As far as I know, those two are the only exceptions. Is there a particular reason for this?

  • When I was a kid, I thought that the name of "that" saint was San Totomas. For me, it is far easier to say "San Tomas" rather than "Santo Tomas" because of the doubling of the syllable "to". Calling him "San Tomas" contributes more to clarity, rather than ambiguity. Aug 3, 2020 at 7:34

2 Answers 2


The Diccionario Panhispánico de dudas says that "Santo" must be used with Domingo, Tomás, Tomé and Toribio. (Thanks Gonzalo Medina for pointing this out)

The reason to prefer to use "Santo" is to avoid confusion in oral speech. Quoting a WordReference thread:

Technically, any male saint, or "santo", could be called "Santo", and it would not be strictly wrong (although it would be very uncommon) to say "Santo Pedro" or "Santo Juan". However, the custom for male saints is to abbreviate the title "Santo" to "San".

The exception to this rule is when the first syllable of the name is "To" or "Do". Under those circumstances, if one said "San Tomás", it would be unclear whether the man's name was Tomás or just "Mas" -- because you could be saying "Santo Mas". In the same way, if you said "San Domingo", it would sound very much like "Santo Mingo", and again confusion would result.

  • 5
    The Diccionario panhispánico de dudas: buscon.rae.es/dpdI/SrvltGUIBusDPD?lema=santo says that only santo must be used for Domingo, Tomás, Tomé, and Toribio. Jan 16, 2012 at 0:31
  • On the other hand, it's a silly rule. What if they invented another saint called "Toño" (or you want to called that way a "Antonio"), "Tobaldo" or "Tontolín". You keep the same problem with the pronuntiation as in "Tomás" or "Toribio". As native speaker, I would say "Santo Tobaldo", "Santo Toño" y "Santo Tontolín" cause sound better, but "San Tontolín" is not bad either.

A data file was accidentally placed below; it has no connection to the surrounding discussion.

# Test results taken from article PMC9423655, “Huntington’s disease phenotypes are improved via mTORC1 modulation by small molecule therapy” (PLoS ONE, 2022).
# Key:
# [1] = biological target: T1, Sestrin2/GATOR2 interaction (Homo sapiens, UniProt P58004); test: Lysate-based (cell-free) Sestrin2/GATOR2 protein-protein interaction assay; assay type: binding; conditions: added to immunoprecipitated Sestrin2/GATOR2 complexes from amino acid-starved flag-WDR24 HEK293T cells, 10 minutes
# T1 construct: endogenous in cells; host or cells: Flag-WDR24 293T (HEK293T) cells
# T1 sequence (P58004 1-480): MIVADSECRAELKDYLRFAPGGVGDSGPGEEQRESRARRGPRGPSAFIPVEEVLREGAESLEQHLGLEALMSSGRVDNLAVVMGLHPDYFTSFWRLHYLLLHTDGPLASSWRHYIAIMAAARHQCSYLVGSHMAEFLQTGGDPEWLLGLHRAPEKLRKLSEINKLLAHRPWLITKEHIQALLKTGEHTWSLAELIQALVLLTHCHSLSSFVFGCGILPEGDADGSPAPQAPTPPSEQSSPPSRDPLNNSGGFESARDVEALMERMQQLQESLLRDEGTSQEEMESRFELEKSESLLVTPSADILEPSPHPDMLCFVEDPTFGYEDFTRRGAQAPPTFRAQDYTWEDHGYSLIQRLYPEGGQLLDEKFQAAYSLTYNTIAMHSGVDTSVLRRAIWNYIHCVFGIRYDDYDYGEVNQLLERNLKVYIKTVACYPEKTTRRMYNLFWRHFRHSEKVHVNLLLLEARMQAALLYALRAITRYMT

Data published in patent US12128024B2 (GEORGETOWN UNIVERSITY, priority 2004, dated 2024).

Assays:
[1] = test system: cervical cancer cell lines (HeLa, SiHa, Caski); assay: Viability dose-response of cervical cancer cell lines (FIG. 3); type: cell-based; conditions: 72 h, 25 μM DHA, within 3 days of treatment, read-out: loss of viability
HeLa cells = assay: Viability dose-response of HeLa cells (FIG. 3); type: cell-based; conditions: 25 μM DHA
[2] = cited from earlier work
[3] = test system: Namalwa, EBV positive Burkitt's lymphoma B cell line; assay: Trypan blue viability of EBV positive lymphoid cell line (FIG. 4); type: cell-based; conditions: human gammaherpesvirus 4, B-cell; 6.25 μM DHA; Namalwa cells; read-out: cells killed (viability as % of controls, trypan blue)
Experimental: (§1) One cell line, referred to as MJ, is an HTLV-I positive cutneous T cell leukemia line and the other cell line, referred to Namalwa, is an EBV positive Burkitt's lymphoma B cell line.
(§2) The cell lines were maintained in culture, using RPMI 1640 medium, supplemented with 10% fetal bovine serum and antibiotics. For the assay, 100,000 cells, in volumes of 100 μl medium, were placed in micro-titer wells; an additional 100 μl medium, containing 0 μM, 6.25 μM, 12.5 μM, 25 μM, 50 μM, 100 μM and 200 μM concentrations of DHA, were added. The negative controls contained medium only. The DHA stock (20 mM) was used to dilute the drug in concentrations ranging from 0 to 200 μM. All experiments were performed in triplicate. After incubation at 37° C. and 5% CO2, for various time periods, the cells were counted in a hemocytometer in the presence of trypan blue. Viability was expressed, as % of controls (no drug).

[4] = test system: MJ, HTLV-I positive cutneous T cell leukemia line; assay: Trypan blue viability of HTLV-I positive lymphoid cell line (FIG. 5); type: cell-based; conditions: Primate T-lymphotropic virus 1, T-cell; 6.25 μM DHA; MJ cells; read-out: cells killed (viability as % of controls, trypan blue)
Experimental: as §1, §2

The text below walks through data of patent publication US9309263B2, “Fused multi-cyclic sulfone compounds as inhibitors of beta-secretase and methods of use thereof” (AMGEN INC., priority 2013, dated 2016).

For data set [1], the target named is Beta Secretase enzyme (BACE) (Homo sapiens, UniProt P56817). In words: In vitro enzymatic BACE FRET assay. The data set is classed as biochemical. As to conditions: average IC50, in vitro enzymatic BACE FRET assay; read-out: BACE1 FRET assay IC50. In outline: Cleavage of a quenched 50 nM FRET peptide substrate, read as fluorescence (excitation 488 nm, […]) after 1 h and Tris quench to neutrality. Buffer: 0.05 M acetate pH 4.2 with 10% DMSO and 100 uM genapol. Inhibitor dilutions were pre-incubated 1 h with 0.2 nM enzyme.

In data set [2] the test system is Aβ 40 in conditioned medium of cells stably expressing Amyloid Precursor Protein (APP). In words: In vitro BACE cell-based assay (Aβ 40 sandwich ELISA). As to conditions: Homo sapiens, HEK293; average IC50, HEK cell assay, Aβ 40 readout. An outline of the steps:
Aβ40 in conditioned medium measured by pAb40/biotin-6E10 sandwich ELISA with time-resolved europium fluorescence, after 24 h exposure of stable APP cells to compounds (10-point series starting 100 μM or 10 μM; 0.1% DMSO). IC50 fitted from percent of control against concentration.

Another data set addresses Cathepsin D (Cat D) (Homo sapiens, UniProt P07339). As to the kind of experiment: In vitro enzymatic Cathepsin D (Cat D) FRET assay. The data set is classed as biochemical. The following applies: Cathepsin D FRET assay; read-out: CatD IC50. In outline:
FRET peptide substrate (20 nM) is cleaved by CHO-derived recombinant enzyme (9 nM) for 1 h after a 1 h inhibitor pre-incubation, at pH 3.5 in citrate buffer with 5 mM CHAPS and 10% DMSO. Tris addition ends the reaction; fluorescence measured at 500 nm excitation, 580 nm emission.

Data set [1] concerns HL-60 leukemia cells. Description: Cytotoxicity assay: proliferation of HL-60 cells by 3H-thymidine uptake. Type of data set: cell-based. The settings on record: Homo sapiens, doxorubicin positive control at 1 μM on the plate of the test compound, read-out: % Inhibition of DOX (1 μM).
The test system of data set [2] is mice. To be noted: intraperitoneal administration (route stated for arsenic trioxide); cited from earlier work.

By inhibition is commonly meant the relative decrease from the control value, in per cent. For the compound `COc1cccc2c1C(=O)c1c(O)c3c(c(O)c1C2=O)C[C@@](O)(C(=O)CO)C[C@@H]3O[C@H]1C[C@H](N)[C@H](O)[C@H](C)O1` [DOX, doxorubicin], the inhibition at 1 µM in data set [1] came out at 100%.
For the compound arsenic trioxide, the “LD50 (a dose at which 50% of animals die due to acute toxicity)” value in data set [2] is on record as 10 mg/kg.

– Ricardo
    Jan 16, 2012 at 8:58
  • @Ricardo: every rule is silly to a certain extent and on a certain level ;-) Jan 16, 2012 at 18:23
  • 2
    Maybe, but I live in San Jose, CA and there are streets and an expressway named San Tomas and San Tomas Aquino (Tomas pronounced by everybody in the Spanish fashion, not like "Thomas"). So the rule is not observed here.
    – Marc
    Sep 21, 2018 at 22:13
  • 3
    I'm curious why santo is retained for these four and not for any other male saints beginning To-/Do- e.g. San Doroteo, San Torpetes, San Torcuato etc.
    – jacobo
    Sep 23, 2018 at 9:21

The expected apocope in these names is omitted (as dusan says), to avoid ambiguity in parsing the saint's name when spoken:

  • San Tomé = /ˈsantoˈme/ = Santo Me
  • San Tomás = /ˈsantoˈmas/ = Santo Mas
  • San Toribio = /ˈsantoˈribjo/ = Santo Ribio
  • San Domingo = /ˈsandoˈmingo//ˈsantoˈmingo/ = Santo Mingo

Traditionally these are the only four saints treated as such, but there are others with an initial unstressed To-/Do-. Some of these would not require such a rule because the break is mid-syllable and would leave an unpermitted onset consonant cluster (e.g. San Torpetes, San Torcuato), but others have similar phonetic contexts to the four above, yet are not treated as such, possibly due to them simply being less popular (e.g. San Doroteo).

Not the answer you're looking for? Browse other questions tagged or ask your own question.